Of course, such stark lines between youth and adults have not developed in every congregation, Bullard said. And many others have since created positions where youth and family ministry are combined.
That approach, he said, helps create lines of communication between the generations.
“There are an increasing number of churches who have a staff person ministering to youth and families,” Bullard said. “That is a way of avoiding doing youth ministry in isolation.”
Addressing the issue does not mean abandoning separate youth activities, Patterson said.
A variety of approaches have been employed at Broadway through the years. One was to have Sunday morning exchanges where adult Sunday school members cooked and served breakfast to the youth Sunday schoolers.
After eating, the adults play pool, ping pong and other games with the youth in the youth areas of the church. Then they go to worship together as a group, Patterson said.
Ministry and mission cooperation is another way to build inter-generational relationships in a congregation, Patterson said.
At Broadway, youth help an adult class make weekly sack lunches to be donated to day laborers who work near the church. An annual Navajo mission trip is intentionally designed to blend generations, she said.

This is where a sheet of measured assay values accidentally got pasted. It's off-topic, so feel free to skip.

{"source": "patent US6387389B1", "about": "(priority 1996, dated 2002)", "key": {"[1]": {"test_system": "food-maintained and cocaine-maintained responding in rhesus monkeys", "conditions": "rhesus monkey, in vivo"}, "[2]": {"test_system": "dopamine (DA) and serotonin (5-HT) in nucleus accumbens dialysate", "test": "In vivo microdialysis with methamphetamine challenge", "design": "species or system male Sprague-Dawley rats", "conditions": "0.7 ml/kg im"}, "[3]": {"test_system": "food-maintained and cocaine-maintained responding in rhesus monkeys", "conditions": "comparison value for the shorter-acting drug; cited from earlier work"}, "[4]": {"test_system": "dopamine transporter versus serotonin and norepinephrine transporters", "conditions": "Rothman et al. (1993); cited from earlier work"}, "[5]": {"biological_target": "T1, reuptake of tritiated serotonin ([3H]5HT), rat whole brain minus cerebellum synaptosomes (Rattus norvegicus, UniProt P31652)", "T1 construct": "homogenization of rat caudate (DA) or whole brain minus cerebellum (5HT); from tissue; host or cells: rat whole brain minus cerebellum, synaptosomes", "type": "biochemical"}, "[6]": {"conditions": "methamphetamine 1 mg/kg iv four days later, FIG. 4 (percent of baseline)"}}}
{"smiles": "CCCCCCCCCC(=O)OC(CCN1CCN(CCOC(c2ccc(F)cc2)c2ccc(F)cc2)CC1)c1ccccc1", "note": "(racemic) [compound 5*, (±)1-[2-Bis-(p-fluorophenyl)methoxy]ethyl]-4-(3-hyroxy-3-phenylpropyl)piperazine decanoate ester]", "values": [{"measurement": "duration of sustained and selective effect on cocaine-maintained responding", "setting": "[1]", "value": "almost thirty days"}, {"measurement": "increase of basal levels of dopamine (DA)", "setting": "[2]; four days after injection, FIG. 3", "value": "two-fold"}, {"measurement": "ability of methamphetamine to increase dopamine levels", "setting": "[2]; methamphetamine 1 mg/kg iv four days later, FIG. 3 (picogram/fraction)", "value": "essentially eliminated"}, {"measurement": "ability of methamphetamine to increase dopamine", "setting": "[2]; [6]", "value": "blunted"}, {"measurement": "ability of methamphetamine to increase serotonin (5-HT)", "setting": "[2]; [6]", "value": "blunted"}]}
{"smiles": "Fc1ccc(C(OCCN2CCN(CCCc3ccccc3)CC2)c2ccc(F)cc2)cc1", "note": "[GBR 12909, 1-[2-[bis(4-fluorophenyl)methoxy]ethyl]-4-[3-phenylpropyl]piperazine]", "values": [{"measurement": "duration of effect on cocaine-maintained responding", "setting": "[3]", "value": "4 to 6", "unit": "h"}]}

And routinely including youth in Sunday worship leadership will instill an understanding in them of how to be involved in church life as they grow into adulthood, Patterson said.
“We have a better chance of having young adults interested in continuing to be a part of the congregation if they know a little more about what’s going on,” she said.
At Wilshire Baptist Church in Dallas, that principle has been practiced by involving youth in the congregation’s leadership structures, Associate Pastor Mark Wingfield said.
A major success they have experienced in the past year came from offering youth opportunities to serve on committees and ministry teams with adults, Wingfield told BNG.
“We haven’t forced anyone to serve, and we haven’t tried to put round pegs in square holes,” he said. “We simply have offered the opportunity, and those youth who want to serve on a committee or team are invited to do so.”
The result has been tremendous, he said. The youth have loved serving on Wilshire’s missions committee, Christian advocacy committee and the churchwide social committee.
“And the adults who serve alongside them love having the youth there,” Wingfield said.
It’s been an important development at Wilshire because it is a multi-generational church, he said.
But there are challenges. Adults often clamor for intergenerational Sunday school classes. “But the reality is that youth need and want their own space.”
Another trend, which says more about parents than it does their kids, is that fewer youth are able to stay for both Sunday school and worship, so one is often sacrificed for the other, Wingfield said.
Solutions to these challenges involve respecting the needs of different generations while finding ways to unite them.
“The key is to allow that space without creating silos,” Wingfield said.